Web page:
One problem for the casual gardener is finding sources of native plants. Restoration purists scoff at all-purpose, wildflower seed mixes (a "meadow in a can") sold by national retailers. They say it's important to collect seeds of native plants growing within 100 miles or so. Only then can you be reasonably sure that the plants' genes have evolved in response to the specific climatic and ecological requirements of the region. Local nurseries don't often sell such native plants, leaving most gardeners to depend on nurseries elsewhere in the eastern United States that sell seed or propagated natives.

Ultimately, the goal should be to create an authentic, regional landscape aesthetic, just as some parts of the country have regional cuisines or styles of architecture, Parsons says.

"Right now, we have no landscape style of our own," he says. "Everyone's got this exotic landscape. There's no sense of place."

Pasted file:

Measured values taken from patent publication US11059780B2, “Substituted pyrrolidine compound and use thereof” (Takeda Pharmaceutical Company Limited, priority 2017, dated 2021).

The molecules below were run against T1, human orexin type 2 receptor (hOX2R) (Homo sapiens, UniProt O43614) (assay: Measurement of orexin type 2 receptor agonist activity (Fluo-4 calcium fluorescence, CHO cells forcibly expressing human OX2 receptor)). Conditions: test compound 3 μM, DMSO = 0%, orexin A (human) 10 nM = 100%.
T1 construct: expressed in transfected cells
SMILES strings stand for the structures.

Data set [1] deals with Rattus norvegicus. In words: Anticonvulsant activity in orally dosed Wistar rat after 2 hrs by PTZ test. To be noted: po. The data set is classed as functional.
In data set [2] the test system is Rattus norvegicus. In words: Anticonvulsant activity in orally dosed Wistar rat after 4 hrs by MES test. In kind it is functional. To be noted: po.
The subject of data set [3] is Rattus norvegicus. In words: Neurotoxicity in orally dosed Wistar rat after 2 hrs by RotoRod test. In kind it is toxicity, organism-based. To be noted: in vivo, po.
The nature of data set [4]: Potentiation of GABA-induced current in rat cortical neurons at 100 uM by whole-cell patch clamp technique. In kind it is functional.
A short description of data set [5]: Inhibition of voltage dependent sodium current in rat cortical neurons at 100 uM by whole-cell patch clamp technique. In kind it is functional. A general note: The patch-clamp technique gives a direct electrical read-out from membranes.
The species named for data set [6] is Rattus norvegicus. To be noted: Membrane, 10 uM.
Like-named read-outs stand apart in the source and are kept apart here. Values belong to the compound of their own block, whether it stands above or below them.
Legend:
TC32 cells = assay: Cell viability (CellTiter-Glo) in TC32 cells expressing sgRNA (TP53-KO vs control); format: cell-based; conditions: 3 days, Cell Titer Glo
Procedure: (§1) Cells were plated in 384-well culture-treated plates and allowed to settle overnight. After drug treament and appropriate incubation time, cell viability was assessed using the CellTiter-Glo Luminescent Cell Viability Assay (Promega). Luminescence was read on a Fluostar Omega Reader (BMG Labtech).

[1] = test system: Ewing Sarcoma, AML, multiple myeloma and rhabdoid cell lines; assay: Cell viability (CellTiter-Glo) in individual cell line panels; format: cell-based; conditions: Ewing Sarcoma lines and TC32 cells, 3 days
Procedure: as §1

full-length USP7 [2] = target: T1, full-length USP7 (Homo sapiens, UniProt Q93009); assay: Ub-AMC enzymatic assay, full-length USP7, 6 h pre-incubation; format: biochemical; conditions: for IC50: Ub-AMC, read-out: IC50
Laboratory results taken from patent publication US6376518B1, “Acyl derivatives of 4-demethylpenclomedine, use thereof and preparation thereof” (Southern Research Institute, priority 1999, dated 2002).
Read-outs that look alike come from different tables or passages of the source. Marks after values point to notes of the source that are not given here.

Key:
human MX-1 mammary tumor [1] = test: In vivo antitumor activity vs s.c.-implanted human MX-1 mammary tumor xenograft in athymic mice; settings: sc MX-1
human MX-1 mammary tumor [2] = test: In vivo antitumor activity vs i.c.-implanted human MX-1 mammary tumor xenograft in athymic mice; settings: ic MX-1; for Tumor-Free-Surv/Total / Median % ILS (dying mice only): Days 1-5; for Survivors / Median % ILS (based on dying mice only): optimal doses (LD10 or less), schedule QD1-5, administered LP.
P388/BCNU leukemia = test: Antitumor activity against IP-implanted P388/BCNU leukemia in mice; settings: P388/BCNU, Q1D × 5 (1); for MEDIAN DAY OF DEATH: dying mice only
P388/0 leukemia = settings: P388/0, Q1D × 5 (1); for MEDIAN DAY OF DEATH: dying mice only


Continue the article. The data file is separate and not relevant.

"We need to consider ourselves as the temporary custodians of land which is home to hundreds of native plant and animal speciesÂ…our own lives are brief. But the consequences of our actions can far outlive us. After we move on, our plants stay put, and they can remain for 100 years."


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EcoCity Cleveland
3500 Lorain Avenue, Suite 301, Cleveland OH 44113
Cuyahoga Bioregion
(216) 961-5020
Copyright 2002-2003

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Backyard restoration resources

  • Cleveland Botanical Garden, 11030 East Blvd., Cleveland, OH 44106, 216-721-1600
  • Cleveland Museum of Natural History (botanical surveys and research on rare plants in the region; extensive herbarium collection), 1 Wade Oval, Cleveland, OH 44106, 216-231-4600
  • Holden Arboretum (nation's largest arboretum), 9500 Sperry Rd., Kirtland, OH 44094, 440-946-4400
  • Backyard Wildlife Habitat program of the National Wildlife Federation


The city is cutting down/pruning a tree in/near my propertywho can I call?

Each municipality has a forestry/urban forestry division. The city of Cleveland forestry division, for example, can be reached at 216-691-7300.


Please if you know of a resource to add to this list.